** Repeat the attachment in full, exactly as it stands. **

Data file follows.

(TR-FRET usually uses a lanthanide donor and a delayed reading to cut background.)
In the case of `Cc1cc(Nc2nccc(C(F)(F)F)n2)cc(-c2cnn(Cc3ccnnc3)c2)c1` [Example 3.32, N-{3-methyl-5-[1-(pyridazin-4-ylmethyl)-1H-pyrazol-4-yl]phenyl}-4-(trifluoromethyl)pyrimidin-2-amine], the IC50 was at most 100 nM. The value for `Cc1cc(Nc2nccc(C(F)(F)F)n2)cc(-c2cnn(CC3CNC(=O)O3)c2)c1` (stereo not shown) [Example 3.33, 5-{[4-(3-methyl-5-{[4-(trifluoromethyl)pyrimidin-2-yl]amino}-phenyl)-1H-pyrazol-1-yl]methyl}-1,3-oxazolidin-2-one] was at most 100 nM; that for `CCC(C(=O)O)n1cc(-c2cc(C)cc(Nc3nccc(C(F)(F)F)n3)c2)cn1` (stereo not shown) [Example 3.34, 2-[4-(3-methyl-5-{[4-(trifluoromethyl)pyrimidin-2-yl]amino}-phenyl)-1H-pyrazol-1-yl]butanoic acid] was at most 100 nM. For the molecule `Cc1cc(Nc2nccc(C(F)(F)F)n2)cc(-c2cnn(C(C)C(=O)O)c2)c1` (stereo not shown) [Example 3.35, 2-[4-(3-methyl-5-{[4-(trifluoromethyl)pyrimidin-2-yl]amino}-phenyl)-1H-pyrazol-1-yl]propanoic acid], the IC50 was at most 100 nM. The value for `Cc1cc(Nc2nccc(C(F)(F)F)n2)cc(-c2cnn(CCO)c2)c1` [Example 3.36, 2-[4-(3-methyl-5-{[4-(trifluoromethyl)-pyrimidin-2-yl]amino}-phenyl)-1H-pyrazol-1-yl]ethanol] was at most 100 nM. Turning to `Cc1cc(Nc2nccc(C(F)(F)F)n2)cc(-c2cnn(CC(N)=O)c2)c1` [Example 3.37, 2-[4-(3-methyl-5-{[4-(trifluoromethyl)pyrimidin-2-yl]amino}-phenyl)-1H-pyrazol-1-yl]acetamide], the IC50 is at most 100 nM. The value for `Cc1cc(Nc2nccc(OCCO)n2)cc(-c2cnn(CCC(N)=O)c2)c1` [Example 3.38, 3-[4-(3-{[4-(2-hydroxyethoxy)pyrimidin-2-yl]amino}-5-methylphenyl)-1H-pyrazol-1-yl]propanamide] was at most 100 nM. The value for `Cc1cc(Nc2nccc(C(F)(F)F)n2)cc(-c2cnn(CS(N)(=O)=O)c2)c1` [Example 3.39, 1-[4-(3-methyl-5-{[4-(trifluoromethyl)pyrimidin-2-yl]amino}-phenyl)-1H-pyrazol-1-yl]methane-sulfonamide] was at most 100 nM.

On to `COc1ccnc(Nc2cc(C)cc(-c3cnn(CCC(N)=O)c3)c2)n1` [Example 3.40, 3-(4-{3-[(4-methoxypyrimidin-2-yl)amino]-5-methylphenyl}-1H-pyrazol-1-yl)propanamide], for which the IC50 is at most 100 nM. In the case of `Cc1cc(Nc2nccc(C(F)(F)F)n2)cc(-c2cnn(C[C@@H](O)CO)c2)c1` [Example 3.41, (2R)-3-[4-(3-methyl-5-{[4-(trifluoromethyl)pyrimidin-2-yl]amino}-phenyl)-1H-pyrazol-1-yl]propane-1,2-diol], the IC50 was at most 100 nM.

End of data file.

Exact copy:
(TR-FRET usually uses a lanthanide donor and a delayed reading to cut background.)
In the case of `Cc1cc(Nc2nccc(C(F)(F)F)n2)cc(-c2cnn(Cc3ccnnc3)c2)c1` [Example 3.32, N-{3-methyl-5-[1-(pyridazin-4-ylmethyl)-1H-pyrazol-4-yl]phenyl}-4-(trifluoromethyl)pyrimidin-2-amine], the IC50 was at most 100 nM. The value for `Cc1cc(Nc2nccc(C(F)(F)F)n2)cc(-c2cnn(CC3CNC(=O)O3)c2)c1` (stereo not shown) [Example 3.33, 5-{[4-(3-methyl-5-{[4-(trifluoromethyl)pyrimidin-2-yl]amino}-phenyl)-1H-pyrazol-1-yl]methyl}-1,3-oxazolidin-2-one] was at most 100 nM; that for `CCC(C(=O)O)n1cc(-c2cc(C)cc(Nc3nccc(C(F)(F)F)n3)c2)cn1` (stereo not shown) [Example 3.34, 2-[4-(3-methyl-5-{[4-(trifluoromethyl)pyrimidin-2-yl]amino}-phenyl)-1H-pyrazol-1-yl]butanoic acid] was at most 100 nM. For the molecule `Cc1cc(Nc2nccc(C(F)(F)F)n2)cc(-c2cnn(C(C)C(=O)O)c2)c1` (stereo not shown) [Example 3.35, 2-[4-(3-methyl-5-{[4-(trifluoromethyl)pyrimidin-2-yl]amino}-phenyl)-1H-pyrazol-1-yl]propanoic acid], the IC50 was at most 100 nM. The value for `Cc1cc(Nc2nccc(C(F)(F)F)n2)cc(-c2cnn(CCO)c2)c1` [Example 3.36, 2-[4-(3-methyl-5-{[4-(trifluoromethyl)-pyrimidin-2-yl]amino}-phenyl)-1H-pyrazol-1-yl]ethanol] was at most 100 nM. Turning to `Cc1cc(Nc2nccc(C(F)(F)F)n2)cc(-c2cnn(CC(N)=O)c2)c1` [Example 3.37, 2-[4-(3-methyl-5-{[4-(trifluoromethyl)pyrimidin-2-yl]amino}-phenyl)-1H-pyrazol-1-yl]acetamide], the IC50 is at most 100 nM. The value for `Cc1cc(Nc2nccc(OCCO)n2)cc(-c2cnn(CCC(N)=O)c2)c1` [Example 3.38, 3-[4-(3-{[4-(2-hydroxyethoxy)pyrimidin-2-yl]amino}-5-methylphenyl)-1H-pyrazol-1-yl]propanamide] was at most 100 nM. The value for `Cc1cc(Nc2nccc(C(F)(F)F)n2)cc(-c2cnn(CS(N)(=O)=O)c2)c1` [Example 3.39, 1-[4-(3-methyl-5-{[4-(trifluoromethyl)pyrimidin-2-yl]amino}-phenyl)-1H-pyrazol-1-yl]methane-sulfonamide] was at most 100 nM.

On to `COc1ccnc(Nc2cc(C)cc(-c3cnn(CCC(N)=O)c3)c2)n1` [Example 3.40, 3-(4-{3-[(4-methoxypyrimidin-2-yl)amino]-5-methylphenyl}-1H-pyrazol-1-yl)propanamide], for which the IC50 is at most 100 nM. In the case of `Cc1cc(Nc2nccc(C(F)(F)F)n2)cc(-c2cnn(C[C@@H](O)CO)c2)c1` [Example 3.41, (2R)-3-[4-(3-methyl-5-{[4-(trifluoromethyl)pyrimidin-2-yl]amino}-phenyl)-1H-pyrazol-1-yl]propane-1,2-diol], the IC50 was at most 100 nM.